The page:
There are at least 26,312 cases of Covid-19 in the state.

Hospitalizations were slightly down on Tuesday. There were 1,732 hospitalizations in the state, a decrease of 26 since Monday.

The big curves in the state — which occurred mostly in the southern portion — are continuing to “bend down,” the governor said, though he, and the state's Public Health Department’s top epidemiologist, Dr. Matthew Carter, stressed that the numbers are still high. 

Lamont also noted that the unemployment rate in Connecticut is currently north of 20% — the likes of which the state hasn’t seen “since the Great Depression.”

4:51 p.m. ET, April 28, 2020

Trump says he thinks coronavirus is "going to go away"

From CNN's Nikki Carvajal 

President Donald Trump speaks in the East Room of the White House, on April 28, in Washington DC.
President Donald Trump speaks in the East Room of the White House, on April 28, in Washington DC. Evan Vucci/AP

President Trump said the worst of the coronavirus is over in the United States during an event at the White House Tuesday, and when pressed by reporters, once again said he thinks the virus is going to “go away.”

In remarks at an event celebrating the second round of funding for the Paycheck Protection Program, the President said, “our experts believe the worst days of our pandemic are behind us.”

He was asked later how he could be so sure when the country is only beginning to reopen. 

“I think what happens is it’s going to go away. This is going to go away,” the President responded, “and whether it comes back in a modified form in the fall we’ll be able to handle it. We’ll be able to put out spurts. And we’re very prepared to handle it.”

Trump significantly walked back his certainty that a vaccine would be developed quickly.

“I think that like other things, we’re going to hopefully we’re going to come up with a vaccine. You never know about a vaccine,” he said. “Tremendous progress has been made we think on a vaccine. You always have to say think, and then you have to test it, and that takes a period of time.” 

Watch:

4:24 p.m. ET, April 28, 2020

Utah to provide free masks for residents

From CNN's Shawn Nottingham

Utah Gov. Gary Herbert wears a mask as a plane filled with personal protective equipment arrives at the Delta Hanger on April 15, at the Salt Lake International Airport.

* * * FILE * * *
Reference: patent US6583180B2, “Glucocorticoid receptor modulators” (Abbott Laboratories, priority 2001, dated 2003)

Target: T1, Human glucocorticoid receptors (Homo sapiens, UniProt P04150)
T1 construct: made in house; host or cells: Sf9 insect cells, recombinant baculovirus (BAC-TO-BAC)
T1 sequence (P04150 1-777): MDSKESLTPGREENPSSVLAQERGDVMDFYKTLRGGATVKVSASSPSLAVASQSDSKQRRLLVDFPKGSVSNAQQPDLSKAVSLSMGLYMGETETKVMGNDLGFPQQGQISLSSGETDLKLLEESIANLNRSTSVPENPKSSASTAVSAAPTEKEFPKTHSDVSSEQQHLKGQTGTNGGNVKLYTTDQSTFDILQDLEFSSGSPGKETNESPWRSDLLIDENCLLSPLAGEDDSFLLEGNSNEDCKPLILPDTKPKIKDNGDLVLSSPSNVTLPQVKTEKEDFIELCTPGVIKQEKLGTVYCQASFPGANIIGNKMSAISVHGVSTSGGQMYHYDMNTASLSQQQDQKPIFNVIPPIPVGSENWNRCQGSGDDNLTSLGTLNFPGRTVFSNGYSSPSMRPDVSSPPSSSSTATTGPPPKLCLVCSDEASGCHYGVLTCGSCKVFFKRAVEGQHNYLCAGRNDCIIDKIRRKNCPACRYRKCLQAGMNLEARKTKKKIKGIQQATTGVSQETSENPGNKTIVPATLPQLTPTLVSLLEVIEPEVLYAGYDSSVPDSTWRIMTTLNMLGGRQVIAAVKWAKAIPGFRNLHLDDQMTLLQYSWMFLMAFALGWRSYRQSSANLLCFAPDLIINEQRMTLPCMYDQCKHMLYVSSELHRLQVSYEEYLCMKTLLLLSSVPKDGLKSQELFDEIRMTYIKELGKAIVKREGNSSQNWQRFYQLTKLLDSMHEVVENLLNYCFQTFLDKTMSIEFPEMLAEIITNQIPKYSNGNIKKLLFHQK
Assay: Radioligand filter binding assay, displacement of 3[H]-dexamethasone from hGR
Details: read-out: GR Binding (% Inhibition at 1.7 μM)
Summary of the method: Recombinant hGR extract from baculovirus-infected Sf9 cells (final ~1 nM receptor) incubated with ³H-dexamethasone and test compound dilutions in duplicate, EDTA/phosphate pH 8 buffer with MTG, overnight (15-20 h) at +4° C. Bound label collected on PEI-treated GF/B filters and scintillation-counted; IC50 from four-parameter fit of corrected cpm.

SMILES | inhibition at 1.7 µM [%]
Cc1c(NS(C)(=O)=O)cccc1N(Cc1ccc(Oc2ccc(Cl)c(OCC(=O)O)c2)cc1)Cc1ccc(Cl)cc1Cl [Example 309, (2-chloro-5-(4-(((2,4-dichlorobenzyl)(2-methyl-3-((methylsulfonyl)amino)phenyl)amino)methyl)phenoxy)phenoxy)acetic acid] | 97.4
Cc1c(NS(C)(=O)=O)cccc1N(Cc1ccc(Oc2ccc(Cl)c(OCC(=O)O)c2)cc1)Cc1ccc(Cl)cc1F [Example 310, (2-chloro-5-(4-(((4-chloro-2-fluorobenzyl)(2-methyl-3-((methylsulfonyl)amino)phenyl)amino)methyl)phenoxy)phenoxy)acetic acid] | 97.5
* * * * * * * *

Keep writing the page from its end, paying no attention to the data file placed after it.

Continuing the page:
Utah Gov. Gary Herbert wears a mask as a plane filled with personal protective equipment arrives at the Delta Hanger on April 15, at the Salt Lake International Airport. Rick Bowmer/AP

A new program would provide masks to as many Utah residents as possible, the state's Lt. Gov. Spencer Cox said at a news conference today.

The “mask for every Utahan” program will allow residents to request a mask from the state free of charge.

The masks will be manufactured by Utah-based businesses, according to Cox. He said in addition to providing masks for residents, the program will save at least 200 jobs in the state.

Cox said that once the initial mask order is placed, it could take up to three weeks to have them delivered.

4:37 p.m. ET, April 28, 2020

Trump says he's lost three more friends to coronavirus

From CNN's Maegan Vazquez 

 

President Trump said Tuesday that in addition to his friend Stanley Chera, he’s lost three other friends to coronavirus.

The President also said he’s spoken to at least three families of other individuals who have died from coronavirus.

“I’ve spoken to three, maybe four families (of individuals who have died of coronavirus) unrelated to me. I lost a very good friend. I also lost three other friends,” Trump said during an event in the East Room of the White House.

He added: “Two of them I didn’t know as well, but they were friends, people I did business with.”

Watch:

4:28 p.m. ET, April 28, 2020

Illinois reports its most Covid-19 deaths in 24-hour period

From CNN's Chris Boyette

A runner, and two women wearing protective masks take advantage of a break in cold, damp weather and temperatures reaching the 60s on April 27, in Chicago.
A runner, and two women wearing protective masks take advantage of a break in cold, damp weather and temperatures reaching the 60s on April 27, in Chicago. Charles Rex Arbogast/AP

The past 24 hours have seen more people in Illinois die due to Covid-19 than any other day yet, Illinois Department of Public Health Director, Dr. Ngozi Ezike announced at a news conference Tuesday.

Ezike announced 144 new Covid-19 related deaths, bringing the state death total to 2,125.

The state has seen 2,219 new cases of Covid-19 in the past 24 hours. This brings the state total to 48,102 cases, Ezike said.